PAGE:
ACT on ACCEPTANCE: make the REF 2021


What is Act on Acceptance?

From 1st April 2018, changes to HEFCE’s open access policy require researchers to submit their work to City Research Online within 3 months of acceptance to be eligible for the next REF.

As soon as you know your research will be published in a peer-reviewed journal, or conference proceedings, Act on Acceptance and make your research open access.

What do you have to do?

  • Upload your publications to your Publications profile as soon as possible after they have been accepted for publication.
  • Make sure it’s the accepted manuscript and not the published version: the accepted version is peer-reviewed but not typeset for publication.

What happens next?

The Publications Team will check your deposits to make sure they are compliant with the HEFCE policy, and the publishers’ terms and conditions regarding copyright and embargo periods. Once these checks are complete, they will make them available in the City Research Online repository.

What if you need help?

If you need help with depositing papers, or have questions about the open access policy, you can consult the City Research Online and Publications library guides.

Alternatively, you can contact the Publications Team who will:

  • Answer enquiries by telephone and email.
  • Meet with you in one to one appointments.
  • Help you understand the HEFCE open access policy.
  • Help you upload your papers to your publications profile.

Visit to the IOE Library

I recently visited the IOE Library “The Newsam Library and Archives holds extensive collections of current and historical materials on education and related areas of social science. In addition to supporting the work of staff and students at the Institute of Education, the Library and Archives welcomes enquiries from all scholars, researchers and others in the community with an interest in education.” The Library has a blog.

I used to work at the IOE Library a while ago and I went to visit Nazlin Bhimani
who is Research Support & Special Collections Librarian at the IOE. The role involves providing research support to the students and staff in the Doctoral School and to researchers at the Institute for example on compulsory modules, workshops, 121 support, enquiries and lunchtime talks for staff. The Doctoral School Information and Literature Searching compulsory modules are currently face to face but will be moving online from October 2014.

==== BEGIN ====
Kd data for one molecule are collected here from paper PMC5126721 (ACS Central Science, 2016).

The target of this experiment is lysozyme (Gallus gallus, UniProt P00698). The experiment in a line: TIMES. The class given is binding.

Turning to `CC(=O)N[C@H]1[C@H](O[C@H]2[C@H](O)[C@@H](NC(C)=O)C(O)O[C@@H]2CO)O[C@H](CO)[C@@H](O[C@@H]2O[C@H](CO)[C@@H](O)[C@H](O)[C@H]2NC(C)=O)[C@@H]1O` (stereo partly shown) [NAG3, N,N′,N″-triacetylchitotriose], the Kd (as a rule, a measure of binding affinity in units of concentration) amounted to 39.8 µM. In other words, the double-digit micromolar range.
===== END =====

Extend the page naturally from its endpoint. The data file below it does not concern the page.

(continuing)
At City University London Library, we use LibGuides for our subject guides, for example our Researcher guide and Social media guide.

Some of the IOE Researcher Library guides include: Researching and the Digital Researcher
An example of a digital literacy project is Digital Literacies as a Postgraduate Attribute project There has been a conference held at the IOE called Beyond the REF.

I found that the IOE Library looked physically very similar to when I worked there with the addition of some new IT/ group study rooms but what had changed the most was some of the job roles for example in the area of researcher support. I have found it very useful to visit and speak to colleagues in other Universities and share experiences with them.

Visit to Warwick University Library

I recently visited University of Warwick Library to look at their researcher support. It’s great to go out and meet other colleagues and see what they are doing.

Like many other Universities, Warwick University Library was restructured into 3 divisions (Client Services, Academic Services and Digital Services) in 2009. Client Services supports general enquiries, roaming and customer service; Academic Services supports teaching & learning, learning spaces, subjects and research and Digital includes Archives, e-access and cataloguing and the Institutional repository (WRAP). WRAP is 5 years old, large and has 53,000 items, 8,200 of which are full text. The entries in WRAP are quality control checked by Library staff to make them as accurate as possible.

The Library webpages have recently been redesigned

The Library research staff pages cover 3 main areas: Disseminate (open access), Collaborate (Research Exchange, Research Match etc) , Consult (getting published)

Warwick has learning spaces called grids eg the Teaching grid which is a collaborative space for academics and researchers who teach and Learning Grids which are flexible group study spaces on different sites with advisers. The Library manages these spaces and Library staff sometimes work in them.

The Research Exchange is a research community and network for Postgraduate and Early Career Researchers.
The Postgraduate Hub is a new work and study facility for all postgraduate taught and research students. is a new work and study facility for all postgraduate taught and research students.

Research Match (Currently being relaunched) enables researchers to find University of Warwick researchers with similar research interests, and start new interdisciplinary collaborations.

These booths are apparently the students’ favourite furniture.


Library Researcher Development takes place within the context of the wider University and the Library is willing to collaborate with other departments such as Careers & Skills and the Graduate School to have a presence in their skills programmes. I believe that Warwick’s variety of physical and online learning spaces and branding makes it successful.